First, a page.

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Australian academics fear political interference following vetoed projects


Former education minister Simon Birmingham's decision to reject funding for research projects has angered researchers. Credit: Tracy Nearmy/EPA-EFE/REX/Shutterstock

Australian universities and researchers have condemned the actions of a government minister who vetoed projects that had been selected for funding by expert panels. Academics say that the government’s interference has undermined the integrity of the peer-review system and could damage the country’s reputation as a desirable place to do research.

Last week, it emerged that in June 2018 and November 2017, Simon Birmingham, the then-minister for education, used his ministerial powers to stop funding for 11 humanities research projects, worth a combined AUS$4.2 million (US$3 million).

“I am confident that in each and every case rejected the vast majority of Australian taxpayers would believe the millions of dollars involved were better redirected to other research projects," Birmingham said in a statement to Nature yesterday.

Birmingham’s intervention went against the recommendations of independent peer-review panels that had assessed the projects as high-quality and worthy of funding from the Australian Research Council, a major funder of science, as well as humanities, research.

Although the projects are all in the humanities, with titles such as “Price, metals and materials in the global exchange”, “Greening media sport” and “Rioting and the literary archive”, scientists are worried that the minister's actions undermine the country's competitive research funding system in which experts are used to select the best projects.

“We rely on subject experts to judge the best research in their field, not politicians,” says Catriona Jackson, the head of Universities Australia, a body representing Australia’s 39 universities.

The education minister has the power to reject recommended projects, but the right is rarely exercised. Science and humanities groups say that Birmingham should have respected the panel's recommendations. They also say he should have disclosed the cancellation of the projects publicly at the time — and given clear reasons why.

But Birmingham's decisions only came to light when the head of the ARC, Susan Thomas, was asked a question about one of the grants that had been rejected during a public hearing on government expenditure on 25 October.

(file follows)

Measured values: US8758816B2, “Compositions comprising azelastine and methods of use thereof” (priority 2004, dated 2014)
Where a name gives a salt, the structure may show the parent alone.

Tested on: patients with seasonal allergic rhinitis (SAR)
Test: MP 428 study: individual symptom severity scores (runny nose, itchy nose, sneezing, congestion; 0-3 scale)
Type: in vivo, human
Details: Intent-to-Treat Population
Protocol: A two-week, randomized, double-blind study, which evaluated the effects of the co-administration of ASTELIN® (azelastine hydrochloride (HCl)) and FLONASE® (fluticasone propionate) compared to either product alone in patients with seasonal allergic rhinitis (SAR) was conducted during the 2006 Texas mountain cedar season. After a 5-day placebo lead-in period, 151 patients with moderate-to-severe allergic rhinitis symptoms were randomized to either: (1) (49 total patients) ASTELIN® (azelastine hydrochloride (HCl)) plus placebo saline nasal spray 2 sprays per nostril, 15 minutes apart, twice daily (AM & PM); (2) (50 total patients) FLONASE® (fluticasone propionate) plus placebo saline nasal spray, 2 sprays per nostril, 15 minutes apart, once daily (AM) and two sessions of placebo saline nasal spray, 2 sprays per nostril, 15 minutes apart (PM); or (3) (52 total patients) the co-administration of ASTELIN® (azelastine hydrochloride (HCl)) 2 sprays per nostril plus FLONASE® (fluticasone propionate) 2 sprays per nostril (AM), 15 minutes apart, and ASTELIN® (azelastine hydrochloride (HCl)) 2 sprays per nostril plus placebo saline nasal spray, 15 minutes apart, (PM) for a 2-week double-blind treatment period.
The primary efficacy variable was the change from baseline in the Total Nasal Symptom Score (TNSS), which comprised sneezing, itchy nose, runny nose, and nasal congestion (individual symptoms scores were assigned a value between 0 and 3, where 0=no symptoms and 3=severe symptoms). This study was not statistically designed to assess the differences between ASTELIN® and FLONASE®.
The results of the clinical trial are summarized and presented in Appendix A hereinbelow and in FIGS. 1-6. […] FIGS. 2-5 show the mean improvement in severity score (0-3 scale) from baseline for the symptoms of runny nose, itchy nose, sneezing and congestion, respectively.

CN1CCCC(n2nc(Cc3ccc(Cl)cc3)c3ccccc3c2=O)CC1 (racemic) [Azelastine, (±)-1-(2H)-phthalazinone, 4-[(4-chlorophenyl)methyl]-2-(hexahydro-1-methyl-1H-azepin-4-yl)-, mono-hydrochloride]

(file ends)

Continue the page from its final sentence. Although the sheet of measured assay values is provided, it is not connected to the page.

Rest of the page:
Birmingham, who is now trade minister and was not at the hearing, has not provided reasons why he vetoed these particular projects, nor is he required to by ARC funding rules. On 26 October, he tweeted: "I'm pretty sure most Australian taxpayers preferred their funding to be used for research other than spending $223,000 on projects like “Post orientalist arts of the Strait of Gibraltar.”

Birmingham did not respond to Nature’s questions regarding concerns that his decision had undermined the peer-review process or the lack of transparency surrounding his decision.

The last time an education minister vetoed projects was in 2005, when then-education minister Brendan Nelson rejected up to 20 recommended grant applications.

Reputation damage

Academics worry that Birmingham's decisions may affect Australia's standing in the international research community.

“Through his actions, the Minister has opened the doors for political influence to affect funding outcomes,” said Emma Johnston, president of Science & Technology Australia, which represents 70,000 scientists across the country, in a statement. “When the very best research is no longer the research that gets funded, it threatens our ability to compete on the global stage as an innovation nation,” she said.

President of the Association of Australian Medical Research Institutes, Tony Cunningham said in a statement that the minister’s interference risks making Australia a laughing stock of the international research community.

The Australian Academy of Science told Nature that it is concerned that the incident will have a negative impact on the reputation of Australia as a place to undertake research or engage in research collaborations. The Academy says there should be a clear and transparent justification for a minister deciding to use this power.

The incident is also likely to jeopardize researchers’ trust in the research council’s peer-review process, which relies on reviewers devoting huge amounts of time and goodwill, says Darren Saunders, a cancer researcher at the University of New South Wales in Sydney. “I’m already hearing that this is undermining people’s goodwill towards that system, it’s undermining the trust in the system,” says Saunders.

Personal impact

One of the researcher’s whose project was rejected, Mark Steven, says that the minister’s decision had a significant effect on his family. When he didn’t secure the grant in November 2017 — Steven wanted to investigate the extent to which the Russian Revolution and the socialist state had informed commercial film-making in Hollywood — he was on a short-term contract.

To secure a permanent job, he left Australia to take up a position at the University of Exeter, UK. Although the job is a great opportunity, he says, it meant moving his family to the other side of the world and leaving his support networks behind. “We struggle on a daily basis with the challenges of having to undertake that move,” Steven says.

Science groups are now calling on education minister Dan Tehan to ensure that the peer-review process is respected for the 2019 Australian Research Council grant awards, which are expected to be announced in the next few weeks.



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